HOLT: Secretary Clinton, last week, you said we’ve got to do everything possible to improve policing, to go right at implicit bias. Do you believe that police are implicitly biased against black people?The Atlantic today writes up a new Yale study tracking the mass delusion that is implicit bias back to its sinister root: preschool teachers. In fact, hallucinatory implicit bias so afflicts American culture that black preschool teachers are even more implicitly biased against black boys than are white preschool teachers.
CLINTON: Lester, I think implicit bias is a problem for everyone, not just police. I think, unfortunately, too many of us in our great country jump to conclusions about each other. And therefore, I think we need all of us to be asking hard questions about, you know, why am I feeling this way?
But when it comes to policing, since it can have literally fatal consequences, I have said, in my first budget, we would put money into that budget to help us deal with implicit bias by retraining a lot of our police officers.
Even Black Preschool Teachers Are Biased[Comment at Unz.com]
A new study shows that African American early educators hold students of the same race to a higher discipline standard.
MELINDA D. ANDERSON 11:20 AM ET EDUCATION
The trend is a familiar one, documented across grade levels: Black students are disciplined more harshly than their white classmates. They’re about four times as likely to be suspended and almost twice as likely to be expelled. The pattern also extends to the youngest black learners. Federal education data released in June revealed black preschoolers were 3.6 times more likely to receive one or more out-of-school suspensions. Yet even with this recurring outcome, one aspect remained largely unknown: What was the major contributing factor in the highly disproportionate suspension and expulsion rates for black pre-k children?A new study from the Yale Child Study Center, a leader in early-childhood research, set out to address this perennial question and answer why black children make up an overwhelming share of the youngsters pushed out of preschool. Multiple studies show that implicit bias—harboring unconscious stereotypes that shape educators’ behaviors and decisions—influences teacher expectations and gifted-and-talented placements for older schoolchildren. The link was missing, however, in early-childhood settings.
Using a sophisticated eye-tracking system, a sensor technology that follows and records the movement of a person’s gaze, Gilliam and the research team invited pre-k teachers to watch a dozen short video clips of preschoolers in typical classroom situations. Participants were asked how quickly and accurately they could detect challenging behaviors in the children—a black boy, black girl, white boy, and white girl—yet none of the videos contained misbehavior, and the children in the videos were all actors. What researchers found was that the preschool staff—both black and white teachers—more closely observed black youngsters, and especially black boys, when challenging behaviors were expected, “suggesting that preschool teachers may hold different expectations based on the race of the child,” said Gilliam. …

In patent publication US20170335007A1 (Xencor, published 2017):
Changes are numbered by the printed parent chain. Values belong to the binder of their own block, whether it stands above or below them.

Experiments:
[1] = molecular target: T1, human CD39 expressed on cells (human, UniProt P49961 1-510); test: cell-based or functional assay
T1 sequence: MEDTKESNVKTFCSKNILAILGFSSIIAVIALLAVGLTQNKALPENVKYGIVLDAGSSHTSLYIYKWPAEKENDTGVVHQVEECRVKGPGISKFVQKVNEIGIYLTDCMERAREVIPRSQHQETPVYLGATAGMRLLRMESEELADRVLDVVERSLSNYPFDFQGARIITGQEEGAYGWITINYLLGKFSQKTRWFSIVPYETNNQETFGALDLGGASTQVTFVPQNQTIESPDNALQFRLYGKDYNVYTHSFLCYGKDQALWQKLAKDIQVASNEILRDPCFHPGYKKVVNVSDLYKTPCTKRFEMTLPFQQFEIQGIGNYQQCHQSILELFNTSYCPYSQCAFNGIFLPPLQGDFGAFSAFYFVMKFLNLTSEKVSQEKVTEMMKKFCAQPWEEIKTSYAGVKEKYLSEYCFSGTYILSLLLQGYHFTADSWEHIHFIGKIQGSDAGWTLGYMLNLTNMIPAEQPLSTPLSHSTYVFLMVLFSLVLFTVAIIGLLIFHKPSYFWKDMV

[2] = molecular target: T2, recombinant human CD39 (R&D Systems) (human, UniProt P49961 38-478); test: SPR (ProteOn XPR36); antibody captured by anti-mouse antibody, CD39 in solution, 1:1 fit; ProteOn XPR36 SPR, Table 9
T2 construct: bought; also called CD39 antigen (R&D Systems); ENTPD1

In what’s believed to be a first-of-its-kind analysis, Walter Gilliam, a Yale professor and noted expert in preschool discipline, discovered both black and white early-childhood educators showed signs of implicit bias in administering discipline, seemingly rooted in different, though equally harmful, race-based judgements. “Implicit biases do not begin with black men and police,” Gilliam said. “They begin with young black boys and their preschool teachers, if not earlier.”
Of note, both black and white preschool educators—22 percent of the participants identified as black, 67 percent as white—showed strong evidence of implicit biases. However, the nature of the biases differed based on the race of the teacher. White teachers appeared to have lower expectations of black children, finding them as a group more prone to misbehavior, “so a vignette about a black child with challenging behaviors [was] not appraised as … unusual, severe, or out of the ordinary.”
Conversely, black teachers seemed to hold black preschoolers to a higher behavioral standard; pay notably more attention to the behaviors of black boys; and recommend harsher, more exclusionary discipline. Prior research suggests that teachers of all races tend to over-punish black students. Gilliam also points to research on black parents and their “need to prepare [black] children for, or protect them from, a harsh world” to help explain this tendency. “It seems possible that the black preschool teachers may be operating under similar beliefs … that black children require harsh assessment and discipline.” …
“What [the Yale study] points to is that teachers are already socialized, regardless of their racial background, about racial politics in ways that they don’t often understand, but that may come out in their observation of children, and particularly black males.”
… “Early educators are not immune to implicit biases. No one is,” said Gilliam, the lead researcher. But by recognizing the harm these prejudices have on children they serve, preschool teachers “represent perhaps our nation’s best frontline defense against the negative impacts of implicit biases.”
This story is part of our Next America: Early Childhood project, which is supported by a grant from the Heising-Simons Foundation.